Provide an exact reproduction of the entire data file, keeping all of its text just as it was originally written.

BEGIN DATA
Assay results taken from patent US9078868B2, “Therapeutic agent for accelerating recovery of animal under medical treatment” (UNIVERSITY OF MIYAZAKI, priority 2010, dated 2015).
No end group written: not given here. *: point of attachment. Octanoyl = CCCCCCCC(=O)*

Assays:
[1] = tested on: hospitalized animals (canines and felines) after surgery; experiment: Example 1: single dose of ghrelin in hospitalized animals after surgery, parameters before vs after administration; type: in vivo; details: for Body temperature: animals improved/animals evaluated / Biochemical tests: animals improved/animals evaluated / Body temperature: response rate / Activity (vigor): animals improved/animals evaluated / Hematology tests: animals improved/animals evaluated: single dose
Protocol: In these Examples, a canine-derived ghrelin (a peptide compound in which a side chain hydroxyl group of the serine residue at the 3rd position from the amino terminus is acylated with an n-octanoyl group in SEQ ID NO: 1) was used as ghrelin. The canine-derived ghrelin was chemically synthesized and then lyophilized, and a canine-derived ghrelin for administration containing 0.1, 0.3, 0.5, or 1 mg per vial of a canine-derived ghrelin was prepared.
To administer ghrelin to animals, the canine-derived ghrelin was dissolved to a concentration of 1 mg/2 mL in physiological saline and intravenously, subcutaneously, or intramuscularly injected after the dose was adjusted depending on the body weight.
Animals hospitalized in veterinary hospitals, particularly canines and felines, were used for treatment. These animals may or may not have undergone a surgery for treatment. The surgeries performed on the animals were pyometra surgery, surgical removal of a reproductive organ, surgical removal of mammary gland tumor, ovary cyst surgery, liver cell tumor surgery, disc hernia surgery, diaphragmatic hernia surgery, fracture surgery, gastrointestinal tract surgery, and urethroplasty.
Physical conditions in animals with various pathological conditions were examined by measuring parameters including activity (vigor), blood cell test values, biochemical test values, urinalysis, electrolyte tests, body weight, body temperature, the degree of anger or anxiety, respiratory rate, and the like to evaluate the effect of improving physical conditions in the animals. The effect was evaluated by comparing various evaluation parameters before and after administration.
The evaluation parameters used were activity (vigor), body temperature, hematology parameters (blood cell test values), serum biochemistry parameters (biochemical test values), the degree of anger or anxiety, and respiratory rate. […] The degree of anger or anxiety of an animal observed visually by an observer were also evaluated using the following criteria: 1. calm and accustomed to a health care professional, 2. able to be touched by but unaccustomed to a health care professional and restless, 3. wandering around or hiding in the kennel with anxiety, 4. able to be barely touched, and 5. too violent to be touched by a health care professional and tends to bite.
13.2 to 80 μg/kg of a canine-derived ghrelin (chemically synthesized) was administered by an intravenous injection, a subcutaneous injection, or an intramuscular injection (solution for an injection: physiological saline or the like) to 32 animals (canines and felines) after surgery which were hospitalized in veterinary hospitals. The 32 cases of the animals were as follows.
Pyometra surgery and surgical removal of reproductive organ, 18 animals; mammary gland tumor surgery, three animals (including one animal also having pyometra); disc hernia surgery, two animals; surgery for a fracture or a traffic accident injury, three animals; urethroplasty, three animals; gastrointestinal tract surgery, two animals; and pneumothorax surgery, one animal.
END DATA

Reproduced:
Assay results taken from patent US9078868B2, “Therapeutic agent for accelerating recovery of animal under medical treatment” (UNIVERSITY OF MIYAZAKI, priority 2010, dated 2015).
No end group written: not given here. *: point of attachment. Octanoyl = CCCCCCCC(=O)*

Assays:
[1] = tested on: hospitalized animals (canines and felines) after surgery; experiment: Example 1: single dose of ghrelin in hospitalized animals after surgery, parameters before vs after administration; type: in vivo; details: for Body temperature: animals improved/animals evaluated / Biochemical tests: animals improved/animals evaluated / Body temperature: response rate / Activity (vigor): animals improved/animals evaluated / Hematology tests: animals improved/animals evaluated: single dose
Protocol: In these Examples, a canine-derived ghrelin (a peptide compound in which a side chain hydroxyl group of the serine residue at the 3rd position from the amino terminus is acylated with an n-octanoyl group in SEQ ID NO: 1) was used as ghrelin. The canine-derived ghrelin was chemically synthesized and then lyophilized, and a canine-derived ghrelin for administration containing 0.1, 0.3, 0.5, or 1 mg per vial of a canine-derived ghrelin was prepared.
To administer ghrelin to animals, the canine-derived ghrelin was dissolved to a concentration of 1 mg/2 mL in physiological saline and intravenously, subcutaneously, or intramuscularly injected after the dose was adjusted depending on the body weight.
Animals hospitalized in veterinary hospitals, particularly canines and felines, were used for treatment. These animals may or may not have undergone a surgery for treatment. The surgeries performed on the animals were pyometra surgery, surgical removal of a reproductive organ, surgical removal of mammary gland tumor, ovary cyst surgery, liver cell tumor surgery, disc hernia surgery, diaphragmatic hernia surgery, fracture surgery, gastrointestinal tract surgery, and urethroplasty.
Physical conditions in animals with various pathological conditions were examined by measuring parameters including activity (vigor), blood cell test values, biochemical test values, urinalysis, electrolyte tests, body weight, body temperature, the degree of anger or anxiety, respiratory rate, and the like to evaluate the effect of improving physical conditions in the animals. The effect was evaluated by comparing various evaluation parameters before and after administration.
The evaluation parameters used were activity (vigor), body temperature, hematology parameters (blood cell test values), serum biochemistry parameters (biochemical test values), the degree of anger or anxiety, and respiratory rate. […] The degree of anger or anxiety of an animal observed visually by an observer were also evaluated using the following criteria: 1. calm and accustomed to a health care professional, 2. able to be touched by but unaccustomed to a health care professional and restless, 3. wandering around or hiding in the kennel with anxiety, 4. able to be barely touched, and 5. too violent to be touched by a health care professional and tends to bite.
13.2 to 80 μg/kg of a canine-derived ghrelin (chemically synthesized) was administered by an intravenous injection, a subcutaneous injection, or an intramuscular injection (solution for an injection: physiological saline or the like) to 32 animals (canines and felines) after surgery which were hospitalized in veterinary hospitals. The 32 cases of the animals were as follows.
Pyometra surgery and surgical removal of reproductive organ, 18 animals; mammary gland tumor surgery, three animals (including one animal also having pyometra); disc hernia surgery, two animals; surgery for a fracture or a traffic accident injury, three animals; urethroplasty, three animals; gastrointestinal tract surgery, two animals; and pneumothorax surgery, one animal.